Paragorgia alisonae, JUAN ARMANDO SÁNCHEZ, 2005

JUAN ARMANDO SÁNCHEZ, 2005, Systematics of the bubblegum corals (Cnidaria: Octocorallia: Paragorgiidae) with description of new species from New Zealand and the Eastern Pacific, Zootaxa 1014, pp. 1-72: 31-36

publication ID

http://doi.org/ 10.5281/zenodo.169657

publication LSID

lsid:zoobank.org:pub:AC779A99-6987-4CF9-A8A6-4EB0FC89779C

DOI

http://doi.org/10.5281/zenodo.5668478

persistent identifier

http://treatment.plazi.org/id/CF595743-7949-4994-B041-4868624B4F21

taxon LSID

lsid:zoobank.org:act:CF595743-7949-4994-B041-4868624B4F21

treatment provided by

Plazi

scientific name

Paragorgia alisonae
status

sp. nov.

Paragorgia alisonae   sp. nov.

( Figs. 17–21 View FIGURE 17 View FIGURE 18 View FIGURE 19 View FIGURE 20 View FIGURE 21 )

Material examined. Holotype: NIWA 3312, H­ 842, J 213, Z9596, 48° 01’S – 166 ° 05’E, “Otara hill”, 980 m, 27 November 1998 (col. J. Wills, FV Amatal Explorer 1171 / 25, bottom trawl).

Paratypes: NIWA 3313, P­ 1395, J 224 and NIWA 3314, P­ 1396, J 244 same as holotype locality; NIWA 3315, P­ 1397, J 211, Z9595, 48° 01’S – 166 ° 06’E, “Otara hill”, 940– 1180 m, 27 November 1998 (col. J. Wills, FV Amatal Explorer, 1171 / 24, bottom trawl); NIWA 3316, P­ 1398, J 248, Z8981, 44° 57.68 ’– 56.75 ’S – 174 ° 11.23 ’–09.56’E, south­west Chatham Rise, 1041–1052 m, 5 December 1997 (RV Tangaroa   9713 / 37, bottom trawl); NIWA 3317, P­ 1399, J 250, Z9583, 48° 02.1' S – 166 ° 06.1' E, “Doghill seamount”, 935m, 25 Nov 1998 (col. J. Wills, FV Amatal Explorer 1171 / 12, bottom trawl).

Diagnostic characters. Surface of the cortex (including calyx surface) contains highly ornate sclerites (radiate derived, like capstans), oval shaped, up to 0.09 mm in length with multiple and particular blunt lobes on the rays ( Fig. 18 View FIGURE 18 D–F, 19 D–F).

Description. Large colonies, holotype and paratypes composed of multiple fragments <200 mm in maximum length ( Fig. 17 View FIGURE 17 A–B). Some colonies (paratypes) up to a meter in height and 43 mm in diameter (e.g., Fig. 17 View FIGURE 17 C–D). Robust branches down to 3–5 mm at the slimmer parts ( Fig. 17 View FIGURE 17 B). Colonies with simple lateral branching; every major branch carrying multiple short lateral branches, as observed in most octocorals (e.g., Sánchez et al. 2004), tending upward and in one­plane, with branch tips usually ending in a bulb. Colony surface in high relief, though some colonies (paratypes) have autozooids toward one side of colony. Numerous conical, semi­closed, autozooid polyp apertures up to 4 mm in diameter with the tendency to irregularly aggregate as nodules ( Fig. 17 View FIGURE 17 ). Bright red color, white/red mixed medulla, extended polyps pale yellow. Medulla in the terminal branches with 3–8 major canals plus numerous smaller canals; subsurface also with small canals. Autozooid polyp tentacles with ovals, similar to other Paragorgia   spp., up to 0.13 mm long, regularly but not profusely ornate with smooth conical rays ( Figs. 18 View FIGURE 18 A–C, 19 A–C) and sometimes shorter and profusely ornate (e.g., Fig. 18 View FIGURE 18 B). Surface sclerites oval, highly ornate, radiate­derived, capstan­like sclerites ( Fig. 18 View FIGURE 18 D–E, 19 D–E), averaging 0.078 mm in length (0.005 SD, n= 10, NIWA 3312; 0.006 SD, n= 10, NIWA 3315). Oval surface sclerites 1.5 times longer than wide, averaging 0.05 mm in width (0.002 SD, n = 10, NIWA 3312 = 3315). Subsurface with intermediate forms to longer spindle­like sclerites ( Figs. 18 View FIGURE 18 D, 19 D). Medulla with long and slim, slightly bent but mostly straight, moderately ornate, spindles up to 0.4 mm in length ( Figs. 18 View FIGURE 18 H, 19 G).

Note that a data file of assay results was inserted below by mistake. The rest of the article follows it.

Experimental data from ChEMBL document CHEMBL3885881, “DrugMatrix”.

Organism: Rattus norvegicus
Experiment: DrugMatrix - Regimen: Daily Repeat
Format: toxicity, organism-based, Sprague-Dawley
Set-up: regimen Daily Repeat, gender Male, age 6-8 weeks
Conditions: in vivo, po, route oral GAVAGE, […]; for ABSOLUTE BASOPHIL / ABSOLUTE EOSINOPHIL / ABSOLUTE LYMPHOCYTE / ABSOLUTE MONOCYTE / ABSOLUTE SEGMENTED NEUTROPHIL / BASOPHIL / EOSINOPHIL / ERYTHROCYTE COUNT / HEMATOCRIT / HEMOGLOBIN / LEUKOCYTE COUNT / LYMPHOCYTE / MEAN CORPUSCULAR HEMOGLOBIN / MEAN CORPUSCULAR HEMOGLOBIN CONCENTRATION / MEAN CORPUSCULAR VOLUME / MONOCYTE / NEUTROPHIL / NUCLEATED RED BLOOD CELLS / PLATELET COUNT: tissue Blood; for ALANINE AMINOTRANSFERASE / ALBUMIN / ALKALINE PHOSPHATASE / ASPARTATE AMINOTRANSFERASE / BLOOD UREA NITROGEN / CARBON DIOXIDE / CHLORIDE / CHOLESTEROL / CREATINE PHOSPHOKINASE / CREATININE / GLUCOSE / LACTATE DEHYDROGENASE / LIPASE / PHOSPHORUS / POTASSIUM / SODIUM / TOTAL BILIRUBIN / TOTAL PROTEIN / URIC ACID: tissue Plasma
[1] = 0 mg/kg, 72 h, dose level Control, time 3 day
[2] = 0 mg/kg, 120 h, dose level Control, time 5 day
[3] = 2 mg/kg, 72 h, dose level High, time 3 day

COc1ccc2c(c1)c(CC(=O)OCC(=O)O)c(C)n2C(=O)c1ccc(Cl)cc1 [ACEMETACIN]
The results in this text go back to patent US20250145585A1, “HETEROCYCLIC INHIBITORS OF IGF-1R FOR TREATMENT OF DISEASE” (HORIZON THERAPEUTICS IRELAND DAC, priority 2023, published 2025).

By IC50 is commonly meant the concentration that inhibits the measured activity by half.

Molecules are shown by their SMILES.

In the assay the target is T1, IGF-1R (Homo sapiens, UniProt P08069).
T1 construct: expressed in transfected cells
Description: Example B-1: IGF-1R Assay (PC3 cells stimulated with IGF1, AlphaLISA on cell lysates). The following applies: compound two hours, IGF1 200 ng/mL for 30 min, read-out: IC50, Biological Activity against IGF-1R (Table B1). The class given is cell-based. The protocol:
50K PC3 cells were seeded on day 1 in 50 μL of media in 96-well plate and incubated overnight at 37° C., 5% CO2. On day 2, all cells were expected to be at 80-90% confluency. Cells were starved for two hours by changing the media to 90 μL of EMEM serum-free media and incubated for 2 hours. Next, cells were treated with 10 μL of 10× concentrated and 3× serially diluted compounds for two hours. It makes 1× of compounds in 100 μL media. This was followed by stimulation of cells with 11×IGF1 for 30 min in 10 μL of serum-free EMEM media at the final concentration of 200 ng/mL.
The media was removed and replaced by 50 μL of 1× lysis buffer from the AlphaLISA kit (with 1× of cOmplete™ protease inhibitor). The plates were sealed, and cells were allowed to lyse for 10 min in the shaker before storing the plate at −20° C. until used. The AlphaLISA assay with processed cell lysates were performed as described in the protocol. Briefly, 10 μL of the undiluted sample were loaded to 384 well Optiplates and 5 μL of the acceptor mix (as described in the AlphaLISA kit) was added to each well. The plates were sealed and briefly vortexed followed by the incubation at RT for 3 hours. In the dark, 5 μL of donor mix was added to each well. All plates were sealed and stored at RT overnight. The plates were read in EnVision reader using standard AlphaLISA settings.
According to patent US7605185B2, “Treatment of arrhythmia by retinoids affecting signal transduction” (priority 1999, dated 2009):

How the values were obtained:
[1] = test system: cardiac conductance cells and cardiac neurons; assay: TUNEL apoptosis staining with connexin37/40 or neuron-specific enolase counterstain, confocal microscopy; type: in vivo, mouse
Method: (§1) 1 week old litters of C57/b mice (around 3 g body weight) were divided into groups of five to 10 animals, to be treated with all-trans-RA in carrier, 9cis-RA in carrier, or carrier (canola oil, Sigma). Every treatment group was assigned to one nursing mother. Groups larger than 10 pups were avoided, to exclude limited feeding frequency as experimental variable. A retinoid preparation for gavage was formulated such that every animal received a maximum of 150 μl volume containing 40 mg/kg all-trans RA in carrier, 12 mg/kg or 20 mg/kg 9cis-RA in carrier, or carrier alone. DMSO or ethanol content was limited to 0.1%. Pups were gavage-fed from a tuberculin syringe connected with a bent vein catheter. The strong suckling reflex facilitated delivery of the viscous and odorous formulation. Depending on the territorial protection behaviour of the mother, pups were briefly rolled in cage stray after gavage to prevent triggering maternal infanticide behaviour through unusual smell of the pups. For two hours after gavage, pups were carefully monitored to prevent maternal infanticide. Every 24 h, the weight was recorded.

Morphological variation. The two specimens used for the description, NIWA 3312 and 3315, are nearly identical in all characters with overall low variation probably because they came from the same locality. However, specimens NIWA 3316 – 17 from different locations comprised larger and thicker specimens, almost resembling P. arborea   colonies, Fig. (17 C–D), and with autozooid mostly located towards one side. The sclerites, although not identical to those from the specimens from the type locality, fall within the overall forms and characters for P. alisonae   sp. nov. ( Figs. 20–21 View FIGURE 20 View FIGURE 21 ).

m); D–F, radiate sclerites from the colony surface (scales 10 m) (E and F are stereo pairs); G, sclerites from the colony medulla (scales 100 m).

m); E–G, radiate sclerites from the colony surface (scales 10 m) (F and G are stereo pairs); H, sclerites from the colony medulla (scales 100 m).

Distribution. P. alisonae   is known from the type locality at 980 m depth, from The Snares, south of Stewart Island, southwest of the Chatham Rise, and Dog Hill seamount all locations in the New Zealand EEZ around 935–1180 m ( Fig. 2 View FIGURE 2 ).

Species comparisons. P. alisonae   is related to P. splendens   in many aspects but their differences are also straightforward. These two species present similar surface sclerites as well as pale yellow extended autozooid polyps, projecting from similar conical structures. However, P. alisonae   has more robust terminal branches than P. splendens   , sometimes as thick as P. arborea   . Surface sclerites, a diagnostic character, are near perfectly oval in P. alisonae   (1.5 times longer than wider) whereas in P. splendens   these are enlarged (1.7 times) with less ray ornaments. It is important to mention that under optical microscope the surface sclerites from these two species are nearly identical and SEM is highly recommended to further tell them apart.

Etymology. The species name is dedicated to my wife Alison R. Acosta­de­Sánchez.

NIWA

National Institute of Water and Atmospheric Research